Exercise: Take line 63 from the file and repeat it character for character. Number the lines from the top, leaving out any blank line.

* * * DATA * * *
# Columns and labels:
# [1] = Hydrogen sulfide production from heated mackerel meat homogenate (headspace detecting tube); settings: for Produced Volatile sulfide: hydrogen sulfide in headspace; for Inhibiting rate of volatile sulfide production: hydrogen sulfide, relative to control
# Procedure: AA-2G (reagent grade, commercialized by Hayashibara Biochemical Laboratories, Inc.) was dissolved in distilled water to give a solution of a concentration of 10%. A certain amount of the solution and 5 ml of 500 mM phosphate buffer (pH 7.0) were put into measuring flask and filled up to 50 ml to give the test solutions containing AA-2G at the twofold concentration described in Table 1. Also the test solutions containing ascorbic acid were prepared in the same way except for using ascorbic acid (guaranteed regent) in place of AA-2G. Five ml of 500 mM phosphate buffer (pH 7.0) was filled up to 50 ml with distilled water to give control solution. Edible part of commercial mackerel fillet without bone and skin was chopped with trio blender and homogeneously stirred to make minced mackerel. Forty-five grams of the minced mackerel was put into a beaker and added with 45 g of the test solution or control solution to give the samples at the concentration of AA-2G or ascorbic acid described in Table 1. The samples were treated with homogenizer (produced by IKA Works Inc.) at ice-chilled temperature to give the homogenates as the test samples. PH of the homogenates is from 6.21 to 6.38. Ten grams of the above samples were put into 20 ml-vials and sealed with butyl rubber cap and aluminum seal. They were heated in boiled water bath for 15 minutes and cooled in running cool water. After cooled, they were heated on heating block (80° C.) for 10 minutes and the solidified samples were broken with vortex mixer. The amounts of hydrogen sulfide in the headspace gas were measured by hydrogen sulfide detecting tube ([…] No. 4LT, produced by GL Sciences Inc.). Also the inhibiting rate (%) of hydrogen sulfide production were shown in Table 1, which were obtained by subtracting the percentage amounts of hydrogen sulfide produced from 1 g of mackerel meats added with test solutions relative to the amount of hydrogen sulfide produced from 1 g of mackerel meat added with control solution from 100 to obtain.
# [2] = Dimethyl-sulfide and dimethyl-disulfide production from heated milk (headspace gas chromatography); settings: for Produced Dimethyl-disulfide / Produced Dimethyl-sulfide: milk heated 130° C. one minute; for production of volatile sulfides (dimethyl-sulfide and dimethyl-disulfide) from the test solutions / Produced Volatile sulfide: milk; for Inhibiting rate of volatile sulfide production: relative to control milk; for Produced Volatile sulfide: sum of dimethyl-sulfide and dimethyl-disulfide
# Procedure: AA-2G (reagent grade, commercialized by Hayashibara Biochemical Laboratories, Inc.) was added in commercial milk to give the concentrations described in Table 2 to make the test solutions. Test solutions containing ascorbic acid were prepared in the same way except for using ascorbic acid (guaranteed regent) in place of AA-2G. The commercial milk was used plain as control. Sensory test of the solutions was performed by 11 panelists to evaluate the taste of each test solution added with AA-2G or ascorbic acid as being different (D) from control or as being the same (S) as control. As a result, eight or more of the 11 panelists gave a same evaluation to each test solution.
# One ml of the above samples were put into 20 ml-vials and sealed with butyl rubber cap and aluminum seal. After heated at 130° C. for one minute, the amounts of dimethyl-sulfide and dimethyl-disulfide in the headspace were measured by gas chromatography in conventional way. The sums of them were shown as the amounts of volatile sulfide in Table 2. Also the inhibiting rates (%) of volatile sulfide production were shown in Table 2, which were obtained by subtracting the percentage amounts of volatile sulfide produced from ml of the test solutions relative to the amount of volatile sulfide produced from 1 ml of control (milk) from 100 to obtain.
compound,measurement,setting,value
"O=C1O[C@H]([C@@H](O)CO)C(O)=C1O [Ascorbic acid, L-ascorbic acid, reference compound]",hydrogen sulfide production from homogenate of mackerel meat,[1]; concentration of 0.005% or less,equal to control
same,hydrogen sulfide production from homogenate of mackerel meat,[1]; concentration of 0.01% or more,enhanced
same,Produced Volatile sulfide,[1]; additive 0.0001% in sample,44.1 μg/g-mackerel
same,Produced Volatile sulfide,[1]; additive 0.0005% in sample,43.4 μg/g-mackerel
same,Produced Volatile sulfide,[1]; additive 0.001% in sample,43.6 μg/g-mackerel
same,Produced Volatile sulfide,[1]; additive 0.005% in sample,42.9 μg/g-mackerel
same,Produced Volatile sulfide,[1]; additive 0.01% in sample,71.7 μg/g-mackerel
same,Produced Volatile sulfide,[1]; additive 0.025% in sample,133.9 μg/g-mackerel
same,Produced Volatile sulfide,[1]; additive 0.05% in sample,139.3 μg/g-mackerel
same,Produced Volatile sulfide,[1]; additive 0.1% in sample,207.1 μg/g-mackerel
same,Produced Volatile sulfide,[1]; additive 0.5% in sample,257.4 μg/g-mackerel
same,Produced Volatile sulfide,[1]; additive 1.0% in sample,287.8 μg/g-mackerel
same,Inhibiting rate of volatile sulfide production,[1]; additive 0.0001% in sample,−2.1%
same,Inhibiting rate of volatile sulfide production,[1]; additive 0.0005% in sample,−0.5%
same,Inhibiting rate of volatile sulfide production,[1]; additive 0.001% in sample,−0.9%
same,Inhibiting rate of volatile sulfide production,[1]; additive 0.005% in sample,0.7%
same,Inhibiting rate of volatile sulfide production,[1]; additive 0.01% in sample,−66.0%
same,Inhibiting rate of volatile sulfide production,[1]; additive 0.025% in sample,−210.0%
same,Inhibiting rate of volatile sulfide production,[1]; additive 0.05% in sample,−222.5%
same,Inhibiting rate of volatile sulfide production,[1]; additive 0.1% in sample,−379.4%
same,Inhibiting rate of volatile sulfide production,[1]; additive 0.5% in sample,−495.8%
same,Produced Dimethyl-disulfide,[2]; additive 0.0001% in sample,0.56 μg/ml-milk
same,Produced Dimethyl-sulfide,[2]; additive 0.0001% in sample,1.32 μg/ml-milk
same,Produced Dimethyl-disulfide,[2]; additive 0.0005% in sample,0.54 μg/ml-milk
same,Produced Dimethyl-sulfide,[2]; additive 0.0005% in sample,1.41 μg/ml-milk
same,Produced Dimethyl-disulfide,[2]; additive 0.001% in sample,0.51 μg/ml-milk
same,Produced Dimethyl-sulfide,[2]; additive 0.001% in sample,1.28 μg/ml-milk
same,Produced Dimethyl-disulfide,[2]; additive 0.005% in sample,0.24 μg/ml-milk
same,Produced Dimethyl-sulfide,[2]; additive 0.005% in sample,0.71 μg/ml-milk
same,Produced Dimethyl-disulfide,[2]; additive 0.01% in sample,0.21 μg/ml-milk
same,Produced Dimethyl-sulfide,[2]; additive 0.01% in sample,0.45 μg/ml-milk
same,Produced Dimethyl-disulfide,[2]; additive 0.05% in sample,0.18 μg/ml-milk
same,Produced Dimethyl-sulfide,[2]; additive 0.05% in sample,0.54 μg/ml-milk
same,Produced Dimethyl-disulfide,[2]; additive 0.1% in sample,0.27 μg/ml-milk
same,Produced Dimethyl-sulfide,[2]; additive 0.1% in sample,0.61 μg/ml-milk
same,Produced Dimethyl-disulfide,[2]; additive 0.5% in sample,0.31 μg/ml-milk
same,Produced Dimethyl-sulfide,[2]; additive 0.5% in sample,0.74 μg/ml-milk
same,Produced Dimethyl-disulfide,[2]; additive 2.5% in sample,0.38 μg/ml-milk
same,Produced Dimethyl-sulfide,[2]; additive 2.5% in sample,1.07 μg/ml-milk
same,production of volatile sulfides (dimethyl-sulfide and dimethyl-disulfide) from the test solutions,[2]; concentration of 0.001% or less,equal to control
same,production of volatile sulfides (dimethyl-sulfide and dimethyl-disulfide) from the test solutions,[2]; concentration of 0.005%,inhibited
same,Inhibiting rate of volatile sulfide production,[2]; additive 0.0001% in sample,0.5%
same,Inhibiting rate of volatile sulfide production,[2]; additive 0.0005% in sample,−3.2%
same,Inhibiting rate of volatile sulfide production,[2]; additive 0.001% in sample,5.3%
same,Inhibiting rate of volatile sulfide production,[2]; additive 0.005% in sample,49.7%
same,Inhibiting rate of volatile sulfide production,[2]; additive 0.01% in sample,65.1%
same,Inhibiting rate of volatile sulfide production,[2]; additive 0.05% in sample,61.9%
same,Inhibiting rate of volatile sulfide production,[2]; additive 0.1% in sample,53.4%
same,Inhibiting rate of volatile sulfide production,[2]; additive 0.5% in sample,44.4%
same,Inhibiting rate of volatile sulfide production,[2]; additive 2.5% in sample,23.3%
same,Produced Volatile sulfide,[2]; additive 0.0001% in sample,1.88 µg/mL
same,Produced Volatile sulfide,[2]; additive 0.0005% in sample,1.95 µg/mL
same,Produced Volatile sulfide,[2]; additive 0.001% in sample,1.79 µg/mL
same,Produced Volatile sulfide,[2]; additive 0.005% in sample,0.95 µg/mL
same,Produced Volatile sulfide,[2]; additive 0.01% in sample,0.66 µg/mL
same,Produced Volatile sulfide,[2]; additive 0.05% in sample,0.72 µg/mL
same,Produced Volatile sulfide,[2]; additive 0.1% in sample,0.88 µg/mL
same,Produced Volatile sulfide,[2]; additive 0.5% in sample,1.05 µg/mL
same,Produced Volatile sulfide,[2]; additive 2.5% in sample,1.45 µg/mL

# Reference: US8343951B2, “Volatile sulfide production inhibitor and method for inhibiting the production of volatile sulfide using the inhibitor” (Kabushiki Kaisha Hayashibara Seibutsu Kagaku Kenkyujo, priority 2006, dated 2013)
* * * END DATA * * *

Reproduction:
same,Produced Volatile sulfide,[2]; additive 0.05% in sample,0.72 µg/mL